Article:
Filmmaker Damon Davis was in Ferguson, Missouri, during the protests that followed the 2014 fatal police shooting of unarmed 18-year-old Michael Brown. He had an idea for a film, but initially didn’t bring a camera with him onto the streets. For the St. Louis native, the city in turmoil was not only a subject for a documentary — it was home.
“I was in a place to speak for my community, and that’s what I did,” Davis told an audience in Clark University’s Razzo Hall following a screening of “Whose Streets?,” an account of the Ferguson protests co-directed with Sabaah Folayan.
The event was sponsored by the Screen Studies Program; Media, Culture, and the Arts Program; Center for Gender, Race, and Area Studies; and Clark University Film Society.
From the Razzo stage, Davis recalled how he and Folayan built camaraderie with a core of Ferguson residents, who gave the filmmakers access to their personal lives. “Whose Streets?” juxtaposes intimate family moments with footage of the protests that erupted after Brown’s shooting.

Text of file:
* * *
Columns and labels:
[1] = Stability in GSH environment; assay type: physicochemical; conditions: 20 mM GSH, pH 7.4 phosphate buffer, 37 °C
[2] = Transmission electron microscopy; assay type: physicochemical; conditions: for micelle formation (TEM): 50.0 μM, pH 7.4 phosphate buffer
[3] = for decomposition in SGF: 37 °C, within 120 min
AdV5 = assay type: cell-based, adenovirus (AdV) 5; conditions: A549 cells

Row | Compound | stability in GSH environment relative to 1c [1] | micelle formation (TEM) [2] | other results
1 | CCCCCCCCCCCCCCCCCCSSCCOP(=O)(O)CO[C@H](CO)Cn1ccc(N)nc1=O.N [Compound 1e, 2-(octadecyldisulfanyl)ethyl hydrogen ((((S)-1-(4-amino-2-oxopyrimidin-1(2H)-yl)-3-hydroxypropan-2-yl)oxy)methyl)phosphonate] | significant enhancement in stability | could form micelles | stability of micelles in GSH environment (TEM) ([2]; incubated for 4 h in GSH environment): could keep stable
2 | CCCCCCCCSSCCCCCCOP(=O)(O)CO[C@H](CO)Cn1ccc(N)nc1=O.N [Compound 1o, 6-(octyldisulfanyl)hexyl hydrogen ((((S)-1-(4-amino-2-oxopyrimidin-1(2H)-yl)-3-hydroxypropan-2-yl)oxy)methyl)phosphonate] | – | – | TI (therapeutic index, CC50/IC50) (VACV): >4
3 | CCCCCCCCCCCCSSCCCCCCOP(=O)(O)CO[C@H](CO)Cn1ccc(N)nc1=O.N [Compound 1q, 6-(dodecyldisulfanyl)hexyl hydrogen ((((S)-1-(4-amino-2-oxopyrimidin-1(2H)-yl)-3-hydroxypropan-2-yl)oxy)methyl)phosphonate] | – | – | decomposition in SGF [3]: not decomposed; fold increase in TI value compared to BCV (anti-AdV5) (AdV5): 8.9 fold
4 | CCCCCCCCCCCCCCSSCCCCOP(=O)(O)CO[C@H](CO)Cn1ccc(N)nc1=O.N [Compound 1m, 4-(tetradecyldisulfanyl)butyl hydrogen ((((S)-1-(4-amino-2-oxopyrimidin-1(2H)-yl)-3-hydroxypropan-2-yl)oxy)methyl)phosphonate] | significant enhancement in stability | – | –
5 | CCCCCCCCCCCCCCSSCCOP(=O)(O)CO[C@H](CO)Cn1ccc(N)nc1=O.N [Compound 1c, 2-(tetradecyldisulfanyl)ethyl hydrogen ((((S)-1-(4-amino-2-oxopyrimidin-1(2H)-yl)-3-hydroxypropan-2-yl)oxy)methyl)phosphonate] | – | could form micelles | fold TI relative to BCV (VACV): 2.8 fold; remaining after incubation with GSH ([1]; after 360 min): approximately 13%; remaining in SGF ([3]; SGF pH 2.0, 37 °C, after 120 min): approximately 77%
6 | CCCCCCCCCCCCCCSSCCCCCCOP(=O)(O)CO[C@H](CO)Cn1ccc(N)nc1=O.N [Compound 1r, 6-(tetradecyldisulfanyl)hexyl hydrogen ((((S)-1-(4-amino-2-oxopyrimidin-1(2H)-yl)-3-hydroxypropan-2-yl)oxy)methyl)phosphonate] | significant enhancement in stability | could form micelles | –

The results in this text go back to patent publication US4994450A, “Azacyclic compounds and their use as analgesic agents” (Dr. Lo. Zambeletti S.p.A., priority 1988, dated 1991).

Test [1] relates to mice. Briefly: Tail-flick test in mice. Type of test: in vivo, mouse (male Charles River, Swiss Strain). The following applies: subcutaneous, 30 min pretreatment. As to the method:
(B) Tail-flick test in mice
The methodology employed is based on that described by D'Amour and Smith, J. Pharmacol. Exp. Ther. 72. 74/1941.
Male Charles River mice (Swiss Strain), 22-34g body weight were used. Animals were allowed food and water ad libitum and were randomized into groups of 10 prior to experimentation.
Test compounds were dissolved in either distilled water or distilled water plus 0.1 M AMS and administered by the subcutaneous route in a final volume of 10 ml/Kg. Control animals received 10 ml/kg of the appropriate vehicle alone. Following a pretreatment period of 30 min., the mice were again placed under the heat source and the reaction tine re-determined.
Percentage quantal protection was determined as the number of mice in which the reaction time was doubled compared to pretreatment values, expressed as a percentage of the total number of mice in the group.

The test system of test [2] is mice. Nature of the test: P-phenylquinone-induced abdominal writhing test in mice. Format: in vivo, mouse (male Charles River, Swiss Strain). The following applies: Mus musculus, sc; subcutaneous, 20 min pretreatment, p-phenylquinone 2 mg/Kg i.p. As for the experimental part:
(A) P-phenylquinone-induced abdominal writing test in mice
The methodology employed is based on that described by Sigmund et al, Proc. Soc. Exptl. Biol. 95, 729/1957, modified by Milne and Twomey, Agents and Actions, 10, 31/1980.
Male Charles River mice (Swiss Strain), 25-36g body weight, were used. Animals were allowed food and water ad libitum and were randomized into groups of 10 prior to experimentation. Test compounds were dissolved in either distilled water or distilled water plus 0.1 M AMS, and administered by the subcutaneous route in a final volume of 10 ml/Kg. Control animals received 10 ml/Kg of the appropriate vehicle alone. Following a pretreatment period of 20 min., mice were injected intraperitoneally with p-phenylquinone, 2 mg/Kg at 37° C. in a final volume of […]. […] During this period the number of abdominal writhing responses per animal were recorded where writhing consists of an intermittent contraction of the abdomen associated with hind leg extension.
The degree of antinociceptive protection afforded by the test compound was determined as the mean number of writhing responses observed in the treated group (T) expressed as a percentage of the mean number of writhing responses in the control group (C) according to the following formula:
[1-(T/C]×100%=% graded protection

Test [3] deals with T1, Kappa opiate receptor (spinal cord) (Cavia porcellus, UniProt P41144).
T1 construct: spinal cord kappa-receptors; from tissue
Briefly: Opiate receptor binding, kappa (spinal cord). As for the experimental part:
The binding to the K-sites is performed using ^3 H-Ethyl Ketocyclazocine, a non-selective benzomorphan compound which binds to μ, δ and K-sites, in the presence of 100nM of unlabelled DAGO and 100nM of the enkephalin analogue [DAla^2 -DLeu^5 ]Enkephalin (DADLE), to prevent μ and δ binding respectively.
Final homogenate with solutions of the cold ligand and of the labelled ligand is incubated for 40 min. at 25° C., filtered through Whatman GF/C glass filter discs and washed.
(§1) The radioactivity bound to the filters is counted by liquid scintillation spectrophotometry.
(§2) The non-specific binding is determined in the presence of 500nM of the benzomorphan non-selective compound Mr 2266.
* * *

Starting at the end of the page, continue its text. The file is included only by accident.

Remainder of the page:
Davis said he wanted to tell a deeper story than what was being portrayed by the media, whose excursions into Ferguson he likened to “safaris.” The film’s personalized nature was not meant to generate empathy, he said, but to “make a mirror that people have never seen themselves in.”
During a question-and-answer session, Davis noted it can take generations before matters of racism and inequality provoke a public response.
“I’m not hopeful it’s going to get better, but I hope it does,” he said.
Davis plans to continue making provocative pieces that shine a light on uncomfortable truths.
“I’ve been uncomfortable my whole damn life — that is my comfort zone,” he said. “I’m just trying to level the playing field.”